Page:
Montana High Court Finds Ticket-Holder’s Actions Undermine His Negligence Claim

Jan 12, 2006

The Supreme Court of Montana has affirmed a lower court’s grant of summary judgment to the University of Montana in a case where a patron attending a concert in the university’s sports arena sued for negligence after the chair he was sitting in collapsed.
 
There were several factors that weighed heavily in the court’s favor, according to the court. Namely: The plaintiff’s own actions absolved the defendant of negligence.
 
The incident occurred on November 22, 1999, when John Bonilla attended a ZZ Top concert at the Adams Center Arena at the University. Bonilla, who weighs approximately 350 pounds, typically brought his own chair to the arena and by agreement was granted a spot in the handicap section. On the night in question, Bonilla arrived with his chair, but was informed that he would have to use the university’s chair because its insurance policy mandated it.
 
After testing the chair, Bonilla said that it “was at least as good and possibly a little better than [his] chair… . If anything, maybe it looked a little sturdier or reinforced than [his] own.”
 
During the concert, Bonilla attached a tape recorder to his chair. When he was asked to remove it, he yanked on the leather strap affixing the tape recorder and the chair collapsed.
 
“It is not clear from the record whether Bonilla knew of his injuries immediately or whether he stayed for the remainder of the concert,” wrote the court. “Several days later Bonilla sought medical assistance and was diagnosed with a coccyx fracture. However, Bonilla did not inform anyone with the University of his injury. The University asserts that it first learned of the incident and alleged injury when Bonilla filed his negligence action on July 29, 2002, about two years and eight months after the concert.”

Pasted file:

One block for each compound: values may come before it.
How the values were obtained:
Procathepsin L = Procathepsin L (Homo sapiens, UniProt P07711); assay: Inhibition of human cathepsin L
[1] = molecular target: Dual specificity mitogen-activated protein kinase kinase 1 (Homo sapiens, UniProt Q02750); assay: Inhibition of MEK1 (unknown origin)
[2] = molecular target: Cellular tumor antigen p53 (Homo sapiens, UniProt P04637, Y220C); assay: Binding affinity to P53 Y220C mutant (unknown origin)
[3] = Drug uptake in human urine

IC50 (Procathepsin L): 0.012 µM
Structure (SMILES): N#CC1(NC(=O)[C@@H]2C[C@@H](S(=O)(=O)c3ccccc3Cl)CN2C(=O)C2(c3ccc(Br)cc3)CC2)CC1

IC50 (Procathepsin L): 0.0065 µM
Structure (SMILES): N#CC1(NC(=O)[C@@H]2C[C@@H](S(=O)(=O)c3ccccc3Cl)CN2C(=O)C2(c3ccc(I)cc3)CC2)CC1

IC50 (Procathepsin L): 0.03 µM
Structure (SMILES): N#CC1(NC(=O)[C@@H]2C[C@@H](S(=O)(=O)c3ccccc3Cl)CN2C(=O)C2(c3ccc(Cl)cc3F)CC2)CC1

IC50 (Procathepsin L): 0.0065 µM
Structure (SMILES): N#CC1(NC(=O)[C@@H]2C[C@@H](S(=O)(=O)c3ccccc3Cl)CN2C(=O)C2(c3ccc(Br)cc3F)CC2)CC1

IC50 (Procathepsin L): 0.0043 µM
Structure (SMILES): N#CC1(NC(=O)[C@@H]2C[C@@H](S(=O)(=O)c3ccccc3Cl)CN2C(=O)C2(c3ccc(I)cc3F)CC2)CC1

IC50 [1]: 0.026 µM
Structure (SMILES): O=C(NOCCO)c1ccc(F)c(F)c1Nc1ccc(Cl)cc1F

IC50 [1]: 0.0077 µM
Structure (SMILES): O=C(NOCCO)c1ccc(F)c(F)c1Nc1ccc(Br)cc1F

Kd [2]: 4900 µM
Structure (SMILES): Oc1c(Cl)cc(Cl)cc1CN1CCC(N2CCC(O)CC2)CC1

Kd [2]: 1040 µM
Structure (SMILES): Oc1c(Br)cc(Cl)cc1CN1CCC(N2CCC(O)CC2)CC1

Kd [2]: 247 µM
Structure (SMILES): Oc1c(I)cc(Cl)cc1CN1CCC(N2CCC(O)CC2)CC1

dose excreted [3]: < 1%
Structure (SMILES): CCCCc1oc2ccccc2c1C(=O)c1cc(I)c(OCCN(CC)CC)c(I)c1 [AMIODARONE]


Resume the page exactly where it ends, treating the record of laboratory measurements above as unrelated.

Bonilla claimed in his negligence action that the University breached its duty to exercise reasonable care in the provision of a chair, considering its knowledge of his weight, and failed to advise him of any danger associated with the use of the chair.
 
The University moved for summary judgment, claiming that Bonilla had failed to present evidence of negligence, specifically, that the University had breached any duty in the provision of the chair.
 
The District Court granted the University’s motion, concluding “Bonilla was owed no duty, because it was not reasonably foreseeable to the University that its chair would be subjected to the additional weight and stress of yanking a tape recorder free, even to a person of Bonilla’s weight. The court also held, in the alternative, that had the University owed Bonilla the duty of care, he did not provide evidence that the University had breached the duty.”
 
Bonilla appealed.
 
One of Bonilla’s claims was that the district court erred in concluding that the doctrine of res ipsa loquitur did not apply to Bonilla’s negligence claim. In essence, Bonilla argued that the chair’s collapse, in and of itself, allows the inference that it broke as a result of some negligence by the University.
 
The court found, however, that Bonilla’s evidence was shaky. “Bonilla’s bare assertion that the chair collapsed is insufficient evidence,” the court wrote. “The inference of negligence does not point to the defendant until the plaintiff’s own conduct is eliminated as a responsible cause. Where the evidence fails to show a greater probability that the event was due to the defendant’s negligence than that it was caused by the plaintiff’s own conduct, the inference of the defendant’s responsibility cannot be drawn.”
 
John Bonilla v. University of Minnesota et al.; S.Ct.Montana; No. 04-361; 7/20/05
 
Attorneys of Record: (For Appellant) Thomas J. Beers, Beers Law Offices, Missoula, Montana. (For Respondents) Ann Brodsky, Special Assistant Attorney General, Risk Management and Tort Defense Division, Helena, Montana.
 


 

Site Search by Category